Growing Elsholtzia is Containers- Growing Mint Bush

Elsholtzia ciliata
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In this article, we will discover how to grow the beautiful shrub of Elsholtzia in containers. Elsholtzia is a fairly large genus of the Lamiaceae (Mint) family, where 42 species are known to exist. It is native to parts of Asia, China and North-eastern Asia. The genus was named after the Prussian naturalist Johann Sigismund Elsholtz.

Elsholtzia ciliata
Elsholtzia ciliata

Of all 42 species that exist, Elsholtzia stauntonii is the easiest to find and is an upright bush that grows up to 1.5m tall. It is a deciduous shrub with sharply to smoothed, 1.5cm long, lance-shaped leaves. The leaves have a strong scent of mint, especially when they are crushed. The dark green leaves will turn yellow, orange and red in autumn.

In late summer to early autumn, 20cm high panicles of flowers appear on top of the stem. They appear upright and have numerous pink or purplish flowers all along the top of the stem. The flowers if they appear in August can last well onto autumn. This will give a valuable long-lasting splash of colour late in the season.

Find out how to grow the shrub in containers in this article.


First, you will need to choose a container that is big enough to hold the plant in question and is also well-proportioned. No matter what you choose make sure it has plenty of drainage holes at the bottom.

On top of this add a 2cm layer of gravel to aid drainage further. At planting, you will need to create a rich growing media by mixing 80% by volume of multipurpose compost with 20% by volume of well-rotted manure. To this add a couple handfuls of growmore or fish, blood and bone and fill the container to within 5cm below the rim of the container.

Dig a hole at the centre of the container slightly bigger than the root ball it came in the original container. Drop the plant in so that the top of the root ball is at the same level as the top surface of the compost. Backfill with the growing media so that no gaps remain, using more compost if necessary. Firm the plant in and water well.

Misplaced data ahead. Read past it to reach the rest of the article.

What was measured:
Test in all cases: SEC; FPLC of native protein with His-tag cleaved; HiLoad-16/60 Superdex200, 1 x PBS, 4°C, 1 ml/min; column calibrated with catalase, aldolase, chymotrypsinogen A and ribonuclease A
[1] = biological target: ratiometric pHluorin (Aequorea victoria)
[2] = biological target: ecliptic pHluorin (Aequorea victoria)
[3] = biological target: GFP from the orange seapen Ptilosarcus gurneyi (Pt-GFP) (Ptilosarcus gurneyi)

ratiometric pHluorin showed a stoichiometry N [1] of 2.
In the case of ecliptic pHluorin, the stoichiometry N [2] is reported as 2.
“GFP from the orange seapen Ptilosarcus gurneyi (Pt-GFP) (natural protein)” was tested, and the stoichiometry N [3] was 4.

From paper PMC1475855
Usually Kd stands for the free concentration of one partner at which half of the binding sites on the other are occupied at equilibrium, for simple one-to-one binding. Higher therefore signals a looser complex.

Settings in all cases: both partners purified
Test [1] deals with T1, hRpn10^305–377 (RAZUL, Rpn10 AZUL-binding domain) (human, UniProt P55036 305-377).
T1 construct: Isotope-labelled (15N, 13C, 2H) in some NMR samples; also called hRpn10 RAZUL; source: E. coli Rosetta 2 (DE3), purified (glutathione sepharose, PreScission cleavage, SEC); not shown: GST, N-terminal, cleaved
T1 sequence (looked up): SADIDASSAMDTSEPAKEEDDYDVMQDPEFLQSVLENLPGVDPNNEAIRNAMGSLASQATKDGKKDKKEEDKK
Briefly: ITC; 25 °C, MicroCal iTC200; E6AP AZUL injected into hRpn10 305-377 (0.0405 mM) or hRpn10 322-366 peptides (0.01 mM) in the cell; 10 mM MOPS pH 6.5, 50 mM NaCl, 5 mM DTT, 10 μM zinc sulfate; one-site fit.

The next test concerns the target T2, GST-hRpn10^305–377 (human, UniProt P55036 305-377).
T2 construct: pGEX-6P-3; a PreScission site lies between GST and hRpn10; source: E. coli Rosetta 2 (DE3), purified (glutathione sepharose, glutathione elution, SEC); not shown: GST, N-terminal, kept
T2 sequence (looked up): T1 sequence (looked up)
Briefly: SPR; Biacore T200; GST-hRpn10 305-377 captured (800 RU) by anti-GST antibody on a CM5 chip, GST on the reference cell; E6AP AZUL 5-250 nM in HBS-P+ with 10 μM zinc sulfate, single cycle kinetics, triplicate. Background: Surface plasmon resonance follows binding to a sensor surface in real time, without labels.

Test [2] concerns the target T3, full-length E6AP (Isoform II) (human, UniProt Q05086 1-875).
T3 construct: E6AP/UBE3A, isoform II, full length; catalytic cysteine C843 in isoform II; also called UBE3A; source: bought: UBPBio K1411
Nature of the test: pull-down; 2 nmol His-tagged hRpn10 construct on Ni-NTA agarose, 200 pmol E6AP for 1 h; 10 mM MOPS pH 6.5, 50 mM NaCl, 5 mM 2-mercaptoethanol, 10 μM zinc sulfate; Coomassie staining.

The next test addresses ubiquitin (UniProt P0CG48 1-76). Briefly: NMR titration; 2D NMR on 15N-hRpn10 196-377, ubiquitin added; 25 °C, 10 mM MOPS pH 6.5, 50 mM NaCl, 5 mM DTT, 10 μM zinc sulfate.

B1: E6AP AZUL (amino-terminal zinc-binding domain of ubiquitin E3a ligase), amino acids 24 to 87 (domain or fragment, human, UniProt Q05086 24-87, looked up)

It is best to place your plant in a sheltered location in full sun. Full sun is essential, otherwise, the shrub will not do well. Frequent watering will be required until it is well-established. You will need to water when 5cm below the top surface of the compost feels dry to the touch. This will mean frequently watering when it is dry and hot.

You will need to feed every spring with a general-purpose slow-release fertilizer to give it a boost throughout the growing season. You can give a two-weekly feed with high potash fertilizer once flowering has begun to give an extra special display.

Elsholtzia fruticosa
Elsholtzia fruticosa

Pruning is quite simple, you will need to cut back all old stems to ground level in late winter or early spring.

To propagate you can plant softwood or semi-ripe cuttings in a cold frame in summer.


The great news is that Elsholtzia does not suffer from any pests and diseases, so it is well worth growing for those who have had problems in the past.


As mentioned in the introduction the species to grow and is easy to find is Elsholtzia stauntonii. This is described in great detail in the introduction and so will not be repeated here. A rare variety to find is ‘Alba’ which produces white flowers.

Another alternative is Elsholtzia fruticosa which is slightly taller, growing up to 2m high.


In this article, we have discussed how to grow the late flowering but not-so-often seen shrub of Elsholtzia in containers. They are a member of the mint flower but instead are grown for the flowers that they produce. They are easy to care for, easy to grow and do not suffer from pests and diseases.  If you add the ease to prune and propagate then you will understand the potential of this flowering shrub.

If you have any questions or comments that you wish to make on growing Elsholtzia in containers, please do so in the comment box below.

Happy Elsholtzia growing.

2 thoughts on “Growing Elsholtzia is Containers- Growing Mint Bush”

  1. I have just purchased elsholtzia stauntonii but I’m unsure if I planted in the garden whether it would become invasive like common garden mint? Would it be better in a pot? I have 3 in total grown in 9cm pots. Should I plant all 3 together to give a spectacular display of flowers? Your information made good reading.

    1. Hi Carol
      Like plants in the mint family it can become invasive but it is not as invasive as garden mint. I would grow in a pot but only one specimen per pot as they are big shrubs, You can plant them in groups, one per pot to give more impactful display.

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